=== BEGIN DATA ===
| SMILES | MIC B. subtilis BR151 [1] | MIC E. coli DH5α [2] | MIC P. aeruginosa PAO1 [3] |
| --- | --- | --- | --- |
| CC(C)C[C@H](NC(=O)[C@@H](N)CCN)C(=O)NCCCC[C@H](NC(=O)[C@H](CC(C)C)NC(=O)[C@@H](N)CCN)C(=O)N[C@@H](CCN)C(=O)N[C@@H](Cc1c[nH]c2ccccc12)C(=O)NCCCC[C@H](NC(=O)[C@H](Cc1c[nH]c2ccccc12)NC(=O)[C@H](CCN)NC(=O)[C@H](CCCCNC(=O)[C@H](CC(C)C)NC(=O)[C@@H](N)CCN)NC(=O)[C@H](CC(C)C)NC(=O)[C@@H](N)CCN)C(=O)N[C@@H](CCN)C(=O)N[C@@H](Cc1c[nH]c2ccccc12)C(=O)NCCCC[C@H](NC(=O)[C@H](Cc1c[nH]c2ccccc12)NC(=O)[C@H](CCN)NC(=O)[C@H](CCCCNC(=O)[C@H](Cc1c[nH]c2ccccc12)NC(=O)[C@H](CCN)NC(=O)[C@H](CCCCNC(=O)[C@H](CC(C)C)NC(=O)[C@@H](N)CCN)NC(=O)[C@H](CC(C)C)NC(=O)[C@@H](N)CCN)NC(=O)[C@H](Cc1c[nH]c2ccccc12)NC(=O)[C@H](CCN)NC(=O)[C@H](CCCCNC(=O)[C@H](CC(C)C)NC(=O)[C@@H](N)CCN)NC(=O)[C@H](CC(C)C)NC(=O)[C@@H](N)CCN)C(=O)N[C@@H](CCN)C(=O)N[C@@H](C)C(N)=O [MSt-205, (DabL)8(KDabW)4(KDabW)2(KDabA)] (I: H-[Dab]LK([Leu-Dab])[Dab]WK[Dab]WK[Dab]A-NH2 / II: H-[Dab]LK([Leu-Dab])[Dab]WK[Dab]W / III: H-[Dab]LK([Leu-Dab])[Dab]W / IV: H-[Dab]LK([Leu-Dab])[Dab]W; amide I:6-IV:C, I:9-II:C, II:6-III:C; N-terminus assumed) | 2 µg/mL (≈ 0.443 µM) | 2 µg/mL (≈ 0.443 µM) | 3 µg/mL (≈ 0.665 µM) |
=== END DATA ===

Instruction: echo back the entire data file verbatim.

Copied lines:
| SMILES | MIC B. subtilis BR151 [1] | MIC E. coli DH5α [2] | MIC P. aeruginosa PAO1 [3] |
| --- | --- | --- | --- |
| CC(C)C[C@H](NC(=O)[C@@H](N)CCN)C(=O)NCCCC[C@H](NC(=O)[C@H](CC(C)C)NC(=O)[C@@H](N)CCN)C(=O)N[C@@H](CCN)C(=O)N[C@@H](Cc1c[nH]c2ccccc12)C(=O)NCCCC[C@H](NC(=O)[C@H](Cc1c[nH]c2ccccc12)NC(=O)[C@H](CCN)NC(=O)[C@H](CCCCNC(=O)[C@H](CC(C)C)NC(=O)[C@@H](N)CCN)NC(=O)[C@H](CC(C)C)NC(=O)[C@@H](N)CCN)C(=O)N[C@@H](CCN)C(=O)N[C@@H](Cc1c[nH]c2ccccc12)C(=O)NCCCC[C@H](NC(=O)[C@H](Cc1c[nH]c2ccccc12)NC(=O)[C@H](CCN)NC(=O)[C@H](CCCCNC(=O)[C@H](Cc1c[nH]c2ccccc12)NC(=O)[C@H](CCN)NC(=O)[C@H](CCCCNC(=O)[C@H](CC(C)C)NC(=O)[C@@H](N)CCN)NC(=O)[C@H](CC(C)C)NC(=O)[C@@H](N)CCN)NC(=O)[C@H](Cc1c[nH]c2ccccc12)NC(=O)[C@H](CCN)NC(=O)[C@H](CCCCNC(=O)[C@H](CC(C)C)NC(=O)[C@@H](N)CCN)NC(=O)[C@H](CC(C)C)NC(=O)[C@@H](N)CCN)C(=O)N[C@@H](CCN)C(=O)N[C@@H](C)C(N)=O [MSt-205, (DabL)8(KDabW)4(KDabW)2(KDabA)] (I: H-[Dab]LK([Leu-Dab])[Dab]WK[Dab]WK[Dab]A-NH2 / II: H-[Dab]LK([Leu-Dab])[Dab]WK[Dab]W / III: H-[Dab]LK([Leu-Dab])[Dab]W / IV: H-[Dab]LK([Leu-Dab])[Dab]W; amide I:6-IV:C, I:9-II:C, II:6-III:C; N-terminus assumed) | 2 µg/mL (≈ 0.443 µM) | 2 µg/mL (≈ 0.443 µM) | 3 µg/mL (≈ 0.665 µM) |